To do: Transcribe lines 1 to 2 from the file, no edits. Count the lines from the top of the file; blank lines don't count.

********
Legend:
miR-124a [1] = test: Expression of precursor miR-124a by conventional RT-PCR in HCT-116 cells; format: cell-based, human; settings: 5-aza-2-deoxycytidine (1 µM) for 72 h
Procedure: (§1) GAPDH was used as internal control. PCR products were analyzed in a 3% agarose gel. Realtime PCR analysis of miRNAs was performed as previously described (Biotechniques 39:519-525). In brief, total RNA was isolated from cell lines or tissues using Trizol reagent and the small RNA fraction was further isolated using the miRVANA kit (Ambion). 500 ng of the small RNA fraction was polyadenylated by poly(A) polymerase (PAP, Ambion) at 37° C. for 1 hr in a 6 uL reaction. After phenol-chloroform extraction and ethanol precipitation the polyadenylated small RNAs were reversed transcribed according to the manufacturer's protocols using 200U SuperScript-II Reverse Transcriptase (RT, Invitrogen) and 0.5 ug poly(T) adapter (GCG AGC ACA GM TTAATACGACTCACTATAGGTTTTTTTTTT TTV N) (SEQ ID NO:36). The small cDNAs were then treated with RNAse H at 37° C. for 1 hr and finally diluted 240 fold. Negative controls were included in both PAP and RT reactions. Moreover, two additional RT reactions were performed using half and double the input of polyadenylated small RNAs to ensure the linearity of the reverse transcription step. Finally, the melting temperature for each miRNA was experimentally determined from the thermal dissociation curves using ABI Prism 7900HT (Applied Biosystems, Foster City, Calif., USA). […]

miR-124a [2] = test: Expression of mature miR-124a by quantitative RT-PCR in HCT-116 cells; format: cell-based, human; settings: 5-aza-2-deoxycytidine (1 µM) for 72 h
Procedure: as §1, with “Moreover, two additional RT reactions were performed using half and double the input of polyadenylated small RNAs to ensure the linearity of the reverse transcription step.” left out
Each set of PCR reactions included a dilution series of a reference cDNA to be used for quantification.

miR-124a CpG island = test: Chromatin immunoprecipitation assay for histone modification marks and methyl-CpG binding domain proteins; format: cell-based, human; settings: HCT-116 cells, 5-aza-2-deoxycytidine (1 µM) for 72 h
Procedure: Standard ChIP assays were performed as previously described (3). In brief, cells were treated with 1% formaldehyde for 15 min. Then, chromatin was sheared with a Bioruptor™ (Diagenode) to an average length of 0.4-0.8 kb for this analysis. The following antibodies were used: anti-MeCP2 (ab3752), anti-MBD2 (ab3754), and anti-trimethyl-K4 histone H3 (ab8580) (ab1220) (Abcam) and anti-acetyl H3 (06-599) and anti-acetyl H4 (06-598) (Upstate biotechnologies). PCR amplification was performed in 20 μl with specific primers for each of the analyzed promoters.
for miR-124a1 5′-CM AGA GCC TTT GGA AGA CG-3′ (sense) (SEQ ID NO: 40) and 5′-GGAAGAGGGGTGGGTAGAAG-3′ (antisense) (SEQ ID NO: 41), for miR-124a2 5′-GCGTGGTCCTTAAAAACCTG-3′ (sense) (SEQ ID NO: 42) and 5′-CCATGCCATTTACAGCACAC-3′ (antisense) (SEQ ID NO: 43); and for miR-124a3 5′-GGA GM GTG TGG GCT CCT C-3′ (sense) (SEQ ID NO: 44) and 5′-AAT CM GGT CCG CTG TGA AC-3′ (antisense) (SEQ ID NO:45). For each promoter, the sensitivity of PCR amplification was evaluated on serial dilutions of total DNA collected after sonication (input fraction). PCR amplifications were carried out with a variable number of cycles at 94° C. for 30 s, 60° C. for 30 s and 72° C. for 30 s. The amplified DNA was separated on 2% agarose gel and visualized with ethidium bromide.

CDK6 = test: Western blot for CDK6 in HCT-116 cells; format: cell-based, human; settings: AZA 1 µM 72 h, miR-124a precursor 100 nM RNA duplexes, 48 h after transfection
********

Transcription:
Legend:
miR-124a [1] = test: Expression of precursor miR-124a by conventional RT-PCR in HCT-116 cells; format: cell-based, human; settings: 5-aza-2-deoxycytidine (1 µM) for 72 h